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Find an Expert

Hundreds of RAND experts are available to speak to the media on topics relevant to the current public policy debate.

On coronavirus/COVID-19, we have physicians, epidemiologists, sociologists and political scientists who can speak to potential effects on hospitals, health systems, schools, communities and travel restrictions.

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RAND also has facilities in its other offices to accommodate interviews.

Read the RAND Blog

Stay up to date on the latest commentary from RAND experts.

Latest News and Commentary

  • A man and a woman hold hands aloft during a Black Lives Matter protest in Hyde Park, London, June 3, 2020, photo by Dylan Martinez/Reuters

    Announcement

    A Statement by Michael D. Rich

    Everyone must do more to eliminate racial inequities. At RAND, we will contribute by continuously strengthening our research and analysis on health, education, justice, security, and well-being. We must examine where these areas intersect, listen more to voices that are too often underrepresented, and integrate the historical and structural contexts in which policies have been developed and applied.

    Jun 3, 2020

  • Health care professional using a tablet with graphical images, photo by Cecilie_Arcurs/Getty Images

    Commentary

    How to Harness Technologies in the Fight Against COVID-19

    The pandemic is an unprecedented public health crisis. But the response from science, technology, and innovation communities has been remarkable. It proves that innovation and learning, interdisciplinary methods and collaboration, information and data sharing, and adaptability are more important than ever.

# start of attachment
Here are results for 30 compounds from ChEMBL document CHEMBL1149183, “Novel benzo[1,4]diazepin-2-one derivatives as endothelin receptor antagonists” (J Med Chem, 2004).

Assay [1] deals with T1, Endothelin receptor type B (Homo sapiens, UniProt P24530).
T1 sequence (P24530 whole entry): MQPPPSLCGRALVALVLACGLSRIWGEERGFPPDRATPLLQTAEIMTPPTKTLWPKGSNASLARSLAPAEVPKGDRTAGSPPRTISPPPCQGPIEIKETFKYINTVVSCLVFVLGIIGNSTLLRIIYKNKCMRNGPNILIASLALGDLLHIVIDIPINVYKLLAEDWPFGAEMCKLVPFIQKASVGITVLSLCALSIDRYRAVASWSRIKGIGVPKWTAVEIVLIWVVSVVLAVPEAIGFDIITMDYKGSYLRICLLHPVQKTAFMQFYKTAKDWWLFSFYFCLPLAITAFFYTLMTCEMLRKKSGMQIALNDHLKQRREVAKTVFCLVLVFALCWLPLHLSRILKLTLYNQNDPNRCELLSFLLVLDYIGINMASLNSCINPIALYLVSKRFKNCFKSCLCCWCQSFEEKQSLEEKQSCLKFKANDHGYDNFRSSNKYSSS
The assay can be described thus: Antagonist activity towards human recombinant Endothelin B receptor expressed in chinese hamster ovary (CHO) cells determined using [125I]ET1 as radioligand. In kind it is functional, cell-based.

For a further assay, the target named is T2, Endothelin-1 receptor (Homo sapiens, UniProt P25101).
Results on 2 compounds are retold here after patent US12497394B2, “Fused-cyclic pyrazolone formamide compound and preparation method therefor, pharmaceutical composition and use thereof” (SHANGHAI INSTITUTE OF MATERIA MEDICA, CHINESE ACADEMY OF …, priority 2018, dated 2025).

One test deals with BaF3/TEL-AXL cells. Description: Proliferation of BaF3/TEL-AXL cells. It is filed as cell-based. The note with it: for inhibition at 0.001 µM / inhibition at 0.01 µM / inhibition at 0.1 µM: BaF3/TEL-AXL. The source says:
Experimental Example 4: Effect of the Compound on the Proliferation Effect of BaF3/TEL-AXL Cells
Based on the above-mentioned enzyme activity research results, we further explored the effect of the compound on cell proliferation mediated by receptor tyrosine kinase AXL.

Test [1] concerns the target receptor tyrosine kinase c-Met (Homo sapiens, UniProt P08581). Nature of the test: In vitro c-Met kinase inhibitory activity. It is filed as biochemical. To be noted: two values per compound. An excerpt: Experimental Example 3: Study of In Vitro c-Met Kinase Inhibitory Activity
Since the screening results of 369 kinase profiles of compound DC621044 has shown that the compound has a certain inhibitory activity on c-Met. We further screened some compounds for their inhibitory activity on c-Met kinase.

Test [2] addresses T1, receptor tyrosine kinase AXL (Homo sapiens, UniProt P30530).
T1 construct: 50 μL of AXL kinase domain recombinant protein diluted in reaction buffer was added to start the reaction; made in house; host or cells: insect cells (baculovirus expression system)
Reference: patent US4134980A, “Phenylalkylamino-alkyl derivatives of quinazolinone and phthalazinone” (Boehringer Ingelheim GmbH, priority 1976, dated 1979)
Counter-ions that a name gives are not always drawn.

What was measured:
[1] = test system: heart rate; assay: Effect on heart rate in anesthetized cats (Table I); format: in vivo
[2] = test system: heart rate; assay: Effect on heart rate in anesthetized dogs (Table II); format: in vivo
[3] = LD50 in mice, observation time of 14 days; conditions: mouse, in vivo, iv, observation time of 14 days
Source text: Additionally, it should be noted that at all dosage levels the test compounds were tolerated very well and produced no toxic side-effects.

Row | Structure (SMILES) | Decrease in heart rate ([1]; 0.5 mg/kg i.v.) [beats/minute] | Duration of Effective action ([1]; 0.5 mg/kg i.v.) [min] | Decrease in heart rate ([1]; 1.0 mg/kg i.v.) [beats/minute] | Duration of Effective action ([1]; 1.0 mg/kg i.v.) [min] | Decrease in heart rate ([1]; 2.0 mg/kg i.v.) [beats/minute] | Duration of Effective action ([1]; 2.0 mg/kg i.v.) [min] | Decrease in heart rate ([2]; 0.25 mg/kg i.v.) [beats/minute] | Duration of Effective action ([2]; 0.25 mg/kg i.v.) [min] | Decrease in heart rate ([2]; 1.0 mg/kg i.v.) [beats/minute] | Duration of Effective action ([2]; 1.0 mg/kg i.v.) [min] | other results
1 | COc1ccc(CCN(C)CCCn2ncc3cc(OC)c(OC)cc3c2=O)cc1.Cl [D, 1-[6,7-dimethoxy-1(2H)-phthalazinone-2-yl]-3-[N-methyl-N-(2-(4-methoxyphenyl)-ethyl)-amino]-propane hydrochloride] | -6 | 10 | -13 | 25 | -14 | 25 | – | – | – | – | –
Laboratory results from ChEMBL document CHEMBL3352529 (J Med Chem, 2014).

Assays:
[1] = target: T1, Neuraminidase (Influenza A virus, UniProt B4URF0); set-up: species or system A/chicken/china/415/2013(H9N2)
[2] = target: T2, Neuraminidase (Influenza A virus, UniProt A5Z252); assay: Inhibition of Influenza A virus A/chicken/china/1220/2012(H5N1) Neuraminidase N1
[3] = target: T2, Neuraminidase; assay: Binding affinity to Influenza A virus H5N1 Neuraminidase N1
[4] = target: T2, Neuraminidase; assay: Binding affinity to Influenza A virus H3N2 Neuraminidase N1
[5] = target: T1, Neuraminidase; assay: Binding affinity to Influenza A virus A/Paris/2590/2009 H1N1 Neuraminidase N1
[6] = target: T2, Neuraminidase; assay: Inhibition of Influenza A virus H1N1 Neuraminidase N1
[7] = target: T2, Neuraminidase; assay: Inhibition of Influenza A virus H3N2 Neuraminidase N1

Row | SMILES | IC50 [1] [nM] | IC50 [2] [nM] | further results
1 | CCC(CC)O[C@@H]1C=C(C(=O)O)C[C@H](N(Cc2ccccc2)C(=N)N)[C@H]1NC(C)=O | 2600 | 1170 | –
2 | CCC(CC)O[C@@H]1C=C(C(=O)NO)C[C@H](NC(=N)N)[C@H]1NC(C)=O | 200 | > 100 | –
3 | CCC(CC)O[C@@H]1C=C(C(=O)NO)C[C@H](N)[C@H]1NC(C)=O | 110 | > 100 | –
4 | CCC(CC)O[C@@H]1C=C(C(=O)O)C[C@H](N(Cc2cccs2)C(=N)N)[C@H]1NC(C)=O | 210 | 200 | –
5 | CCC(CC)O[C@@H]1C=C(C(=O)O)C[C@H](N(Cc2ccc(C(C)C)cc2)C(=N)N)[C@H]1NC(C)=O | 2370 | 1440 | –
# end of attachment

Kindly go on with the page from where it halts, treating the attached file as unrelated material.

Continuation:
Jun 2, 2020

  • Smoke rises during a fight between members of the Libyan internationally recognized government forces and Eastern forces, in southern Tripoli, Libya June 22, 2019, photo by Yosri Aljamal/Reuters

    Commentary

    Is the Conflict in Libya a Preview of the Future of Warfare?

    The Libyan conflict, now entering its ninth year, could well be a testing ground for how wars will be fought in the future. External nation-states have long interfered in other countries' civil wars, so what is new, exactly, about what is happening in Libya?

    Jun 2, 2020

  • A therapist listens to a patient, photo by SDI Productions/Getty Images

    News Release

    Integrating Behavioral Health Services into Medical Practices Faces Culture and Financial Barriers

    Integrating behavioral health services into physician medical practices raises cultural and financial barriers, but providing technical support and improved payment models may enhance the long-term sustainability of the approach.

    Jun 2, 2020

  • A man speaks with a library worker after receiving an unemployment form in Miami Beach, Florida, April 8, 2020, photo by Marco Bello/Reuters

    Commentary

    38 Million Have Applied for Unemployment. But How Many Have Received Benefits?

    Unemployment Insurance may need substantial reform to its application process, but it has weathered the COVID-19 pandemic unemployment disaster. Pandemic Unemployment Assistance, the new program intended for workers who are not part of the employer tax base, has not.

    Jun 1, 2020

  • A ventilator that was modified to be used simultaneously by two patients at the Aga Khan university Hospital in Nairobi, Kenya, April 9, 2020, photo by Baz Ratner/Reuters

    Commentary

    Innovations During COVID-19: Silver Lining or Threat to Patient Safety?